The ultimate Oliver Stone moment takes place toward the back half of 1987's Wall Street, when Charlie Sheen's slick young broker pauses to consider his nouveau empire. Strolling out onto the balcony of his Upper East Side high-rise suite, with the lights of Manhattan in front of him and the leggy Daryl Hannah sprawled out in his bed inside, Sheen gazes off into the distance and sighs out loud, "Who am I?" That's Stone in a nutshell: Present the audience with the simplest, least sophisticated morality tale imaginable, then throw in a line like that, just in case the point wasn't clear. This may be a stretch, but it's possible to discern from that scene that Sheen, in his get-rich-quick avarice, has perhaps compromised his soul.
That aside, Wall Street remains one of Stone's most tolerable efforts, because in its heavy-handed way, it's still strongly attuned to the period's material excesses, epitomized by conspicuous gadgetry (brick-sized mobile phones, electronic sushi-rice compactors) and modern art less cherished for its beauty than its market value. Coated with flop-sweat beneath his cheap suits, Sheen plays a cold-calling underling at a brokerage firm who studies his charts and gives desperate five-minute pitches to potential clients. Meanwhile, he tries to "bag the elephant" in the form of Michael Douglas' Gordon Gekko, a corporate raider who finally yields after the persistent kid tips him off to some inside information. From there, Douglas takes his young protégé to the top by liberating him from securities law.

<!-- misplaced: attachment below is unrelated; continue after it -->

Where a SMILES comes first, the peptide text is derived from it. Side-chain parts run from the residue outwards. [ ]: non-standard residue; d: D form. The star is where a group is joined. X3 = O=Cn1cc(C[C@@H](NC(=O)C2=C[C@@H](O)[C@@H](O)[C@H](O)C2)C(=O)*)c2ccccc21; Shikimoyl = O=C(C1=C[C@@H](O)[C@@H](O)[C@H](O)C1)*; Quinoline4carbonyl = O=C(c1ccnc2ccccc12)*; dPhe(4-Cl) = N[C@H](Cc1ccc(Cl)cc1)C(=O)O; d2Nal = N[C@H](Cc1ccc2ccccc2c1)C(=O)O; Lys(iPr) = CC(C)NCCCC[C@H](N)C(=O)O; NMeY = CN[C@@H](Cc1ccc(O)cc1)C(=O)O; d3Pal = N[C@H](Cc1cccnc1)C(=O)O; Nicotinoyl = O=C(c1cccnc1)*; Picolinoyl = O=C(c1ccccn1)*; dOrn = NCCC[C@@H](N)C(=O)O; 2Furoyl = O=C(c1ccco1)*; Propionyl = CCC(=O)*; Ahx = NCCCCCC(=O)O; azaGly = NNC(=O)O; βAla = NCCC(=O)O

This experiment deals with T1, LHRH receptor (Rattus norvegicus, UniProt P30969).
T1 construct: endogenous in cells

The fiscal-speak in Wall Street is loaded with weird malapropisms ("We'll raise the sperm count on the deal," etc.), but it has an intoxicating buzz; little wonder that many would-be Gekkos see the film more as an inspirational video than a cautionary tale. Truth be told, Douglas' "Greed is good" speech is far more compelling than the tongue-clucking sermon that precedes it, which isn't the first time the movies have made sin look more attractive than righteousness. In spite of Stone's proselytizing for good, honest labor, audiences can be forgiven for wanting a pint of Douglas' snake oil instead.
Key features: A dull Stone commentary track, two hourlong documentaries (one a making-of, the other about Wall Street), and 20 minutes of deleted scenes, including an unintentionally hilarious confrontation punctuated with a line from the McCarthy hearings.